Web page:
To hook a reader you must master the art of immersion. You immerse your reader so completely in the story world you create that she is eager to remain there until you release her at The End.

Your reader will miss that world when she is forced to leave. She will be equally eager to return there again and again. Thus you have set the hook for a series as well.

One way to sabotage that good effort is to slip an inconsistency into the mix. An off-key note that disturbs the reader and awakens her from what John Gardner calls the dream of the book.

To prevent this you establish and follow the rules of your story or series world. Some of these rules you figure out in advance. Others arise as the story grows and reveals more of itself to you.

A bonus of this exercise is that it immerses you as author deeper and deeper into the world you are creating. From this deep place you are better able to bring your story to real and resonant life.

In this respect story rules are anything but limiting. They liberate your writer’s imagination into the flowing ocean of the story and its world. Like your reader you never want to leave.

Write a series and you don’t have to leave. You dive back into that immersing current with each new story you create. You have built a world where you can thrive all the way along your road to success.

Thursday, February 21, 2013

Something's Rotten in Storytown

Shakespeare is the inspiration for that title and it applies to the max to storytelling today. Actor/director/smart guy Jon Favreau calls this the heart of every strong story. I heartily agree.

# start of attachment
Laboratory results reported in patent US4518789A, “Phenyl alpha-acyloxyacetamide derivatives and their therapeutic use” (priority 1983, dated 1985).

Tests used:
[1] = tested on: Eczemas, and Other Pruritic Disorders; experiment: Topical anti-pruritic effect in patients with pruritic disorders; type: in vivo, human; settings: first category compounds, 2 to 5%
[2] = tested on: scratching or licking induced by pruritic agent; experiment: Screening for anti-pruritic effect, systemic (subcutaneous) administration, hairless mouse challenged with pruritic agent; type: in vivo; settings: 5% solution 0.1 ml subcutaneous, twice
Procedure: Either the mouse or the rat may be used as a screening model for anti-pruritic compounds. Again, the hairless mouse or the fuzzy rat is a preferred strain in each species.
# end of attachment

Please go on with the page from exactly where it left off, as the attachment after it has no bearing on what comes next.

“The world is broken,” he says. From this seed at the start springs the plot which proceeds apace until the break is mended – or not. Favreau uses his own life as example.

He was a kid in Queens NY growing up in a relatively ordinary life. Then his mom died. “She was suddenly just gone.”

With no warning he was plucked out of the life he had known. That was where everything began. The struggle to survive a broken world. The struggle to regain a semblance of wholeness.

Unfortunately a version of this scenario happens to most of us in our lives. The struggle follows. If we are blessed that struggle does not destroy us.

Fortunately for us as storytellers this scenario is also the template for strong storytelling. Stories we know in our bones because our bones have been shattered by the likes of them at one time or another.

We set our main character onto the earth of her story at the moment when the scent of something rotten has just wafted into sniffing range.

The struggle then commences. The object of that struggle is to banish the stink. The outcome will be that our character either succeeds or goes down gasping.

The disgust level of the stench varies according to story type or genre. Softened in a romance by tincture of roses. Heightened in a thriller to send the reader strangling for cover.

Still the eau de essence remains the same. Something’s rotten. The world of the story is broken. The struggle toward wholeness proceeds. The outcome happens.

Meanwhile all of it – as my friend Herma once said – is for the porpoises of the plot.